Searching saliva for side effects of chemotherapy

Searching saliva for side effects of chemotherapy

June 2013

Southern Health News

by Sarah Garvis

Saliva from cancer patients will go under the microscope in a new study aiming to discover if an individual’s genetic makeup is a factor in how they react to chemotherapy.

The SpIT (Salivary Predictors in Treatment) Study, which is a collaborative between Flinders Medical Centre (FMC) and the University of Adelaide, will investigate the causes of side effects of chemotherapy treatments, 5 fluorouracil (5-FU) and capecitabine.

Both 5-FU and capecitabine are mucotoxic forms of treatment, meaning they cause damage not only to fast growing cancer cells, but also to the fast growing cells of the digestive tract mucosa, including the mouth, oesophagus, stomach and intestines.

Common side effects of this damage are ulceration, difficulty swallowing, abdominal pain and diarrhoea.

FMC Medical Oncologist Associate Professor Chris Karapetis said the aim of the study was to identify which gene changes were involved in determining the risk of side effects caused by chemotherapy.

“In particular, we are interested in how changes to genes that control the immune system are related to chemotherapy-induced gastrointestinal symptoms,” he said.

“These symptoms can interfere with planned treatment doses because patients feel so unwell they are unable to complete their therapy, and it can increase the chance of bleeding and hospitalisation times.

“The unique genetic makeup specific to each person is likely to play an important role in how that person reacts to cancer treatment, and is something that we can now measure easily with a sample of saliva.”

University of Adelaide Lead researcher Professor Richard Logan developed the idea for the study after noticing some cancer patients treated with these agents had severe side effects, while others had none. 

“By combining the expertise of the research team – a medical oncologist, dentist, geneticist and molecular biologist – we will examine the genetic makeup of patients who suffered from chemotherapy side effects so that this information could be used in the future to predetermine patients at highest risk,” he said.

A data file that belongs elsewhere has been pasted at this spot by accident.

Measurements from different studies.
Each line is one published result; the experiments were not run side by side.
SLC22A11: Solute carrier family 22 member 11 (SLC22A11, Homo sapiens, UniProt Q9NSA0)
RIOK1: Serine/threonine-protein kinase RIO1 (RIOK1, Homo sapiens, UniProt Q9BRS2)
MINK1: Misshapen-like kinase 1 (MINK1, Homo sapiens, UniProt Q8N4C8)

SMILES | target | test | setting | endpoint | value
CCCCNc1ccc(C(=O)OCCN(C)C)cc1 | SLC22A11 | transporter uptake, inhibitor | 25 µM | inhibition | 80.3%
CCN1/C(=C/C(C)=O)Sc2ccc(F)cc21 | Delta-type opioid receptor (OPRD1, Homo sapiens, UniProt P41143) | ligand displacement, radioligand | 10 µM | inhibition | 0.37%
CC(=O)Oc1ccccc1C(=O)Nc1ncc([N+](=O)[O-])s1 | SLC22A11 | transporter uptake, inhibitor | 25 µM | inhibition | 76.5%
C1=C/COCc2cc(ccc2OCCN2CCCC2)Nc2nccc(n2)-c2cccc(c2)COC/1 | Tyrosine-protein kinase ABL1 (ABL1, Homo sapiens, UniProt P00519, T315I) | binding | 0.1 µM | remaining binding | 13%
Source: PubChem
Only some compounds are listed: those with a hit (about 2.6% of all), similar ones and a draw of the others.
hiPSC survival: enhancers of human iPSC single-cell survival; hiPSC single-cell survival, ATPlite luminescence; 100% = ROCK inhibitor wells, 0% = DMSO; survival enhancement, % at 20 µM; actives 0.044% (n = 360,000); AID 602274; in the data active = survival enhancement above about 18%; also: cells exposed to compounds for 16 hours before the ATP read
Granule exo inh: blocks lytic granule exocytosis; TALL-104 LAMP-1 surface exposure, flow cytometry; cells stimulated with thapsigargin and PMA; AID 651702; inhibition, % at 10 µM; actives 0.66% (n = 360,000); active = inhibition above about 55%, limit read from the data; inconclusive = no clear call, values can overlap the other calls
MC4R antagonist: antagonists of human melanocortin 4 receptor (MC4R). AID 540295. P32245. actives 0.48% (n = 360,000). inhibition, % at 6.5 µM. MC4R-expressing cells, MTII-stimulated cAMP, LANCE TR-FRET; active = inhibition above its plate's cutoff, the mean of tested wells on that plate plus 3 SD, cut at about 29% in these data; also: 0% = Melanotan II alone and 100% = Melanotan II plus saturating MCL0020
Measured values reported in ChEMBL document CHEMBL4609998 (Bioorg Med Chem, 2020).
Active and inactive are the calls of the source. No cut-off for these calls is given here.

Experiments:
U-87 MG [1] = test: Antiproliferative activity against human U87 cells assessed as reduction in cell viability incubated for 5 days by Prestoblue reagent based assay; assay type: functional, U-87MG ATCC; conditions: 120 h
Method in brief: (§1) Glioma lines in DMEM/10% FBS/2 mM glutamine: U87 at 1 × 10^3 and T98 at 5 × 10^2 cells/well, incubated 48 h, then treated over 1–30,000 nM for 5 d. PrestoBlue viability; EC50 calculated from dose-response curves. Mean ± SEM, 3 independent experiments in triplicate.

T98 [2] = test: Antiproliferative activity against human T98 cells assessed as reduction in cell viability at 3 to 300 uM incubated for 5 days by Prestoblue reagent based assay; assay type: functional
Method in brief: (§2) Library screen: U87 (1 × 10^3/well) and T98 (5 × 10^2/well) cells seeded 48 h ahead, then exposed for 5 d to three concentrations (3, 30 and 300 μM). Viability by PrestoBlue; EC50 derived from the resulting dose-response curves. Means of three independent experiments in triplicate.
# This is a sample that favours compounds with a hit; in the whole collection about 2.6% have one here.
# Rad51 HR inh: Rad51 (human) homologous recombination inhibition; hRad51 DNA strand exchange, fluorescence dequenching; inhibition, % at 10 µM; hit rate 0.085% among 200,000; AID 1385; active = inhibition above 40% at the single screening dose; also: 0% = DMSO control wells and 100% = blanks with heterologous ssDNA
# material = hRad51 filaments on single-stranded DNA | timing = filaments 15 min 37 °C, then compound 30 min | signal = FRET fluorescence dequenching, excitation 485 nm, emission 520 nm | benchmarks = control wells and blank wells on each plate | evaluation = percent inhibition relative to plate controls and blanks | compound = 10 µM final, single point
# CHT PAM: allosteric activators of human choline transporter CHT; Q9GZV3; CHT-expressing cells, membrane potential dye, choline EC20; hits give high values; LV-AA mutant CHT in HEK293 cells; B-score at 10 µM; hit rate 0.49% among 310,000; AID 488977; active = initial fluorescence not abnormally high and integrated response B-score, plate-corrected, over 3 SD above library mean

“This could allow patients at high risk who undergo this treatment in the future to be monitored more closely and offered supportive care to avoid severe cases of gastrointestinal side effects.

“By avoiding these adverse effects, patients can receive their full chemotherapy course and hope to achieve the best outcome from their cancer treatment.”

University of Adelaide Pharmacogenetist Dr Janet Coller said researchers would look at the connection between genetic information in saliva samples and individual responses to treatment.

“Mucosal injury is a complicated process involving a whole host of immune system modulators – of particular importance are pro-inflammatory genes and the factors which activate them,” Dr Coller said.

“Being able to predict the response to a drug such as 5-FU would enable better preparation to cope with toxicities and give the best cancer treatment possible.”

Researchers are looking for 100 patients to be involved in the study, including 50 who have experienced minor or no gastrointestinal symptoms during chemotherapy and 50 who have experienced moderate to severe symptoms.

Patients must have received the chemotherapy drugs 5-FU or capecitabine in their cancer therapy and not had radiotherapy during this time. They must be willing to provide a saliva sample and permission to access clinical case notes.

The SpIT Study has been funded by the Australian Dental Research Foundation.

For more information, call Dr Janet Coller on (08) 8313 3906.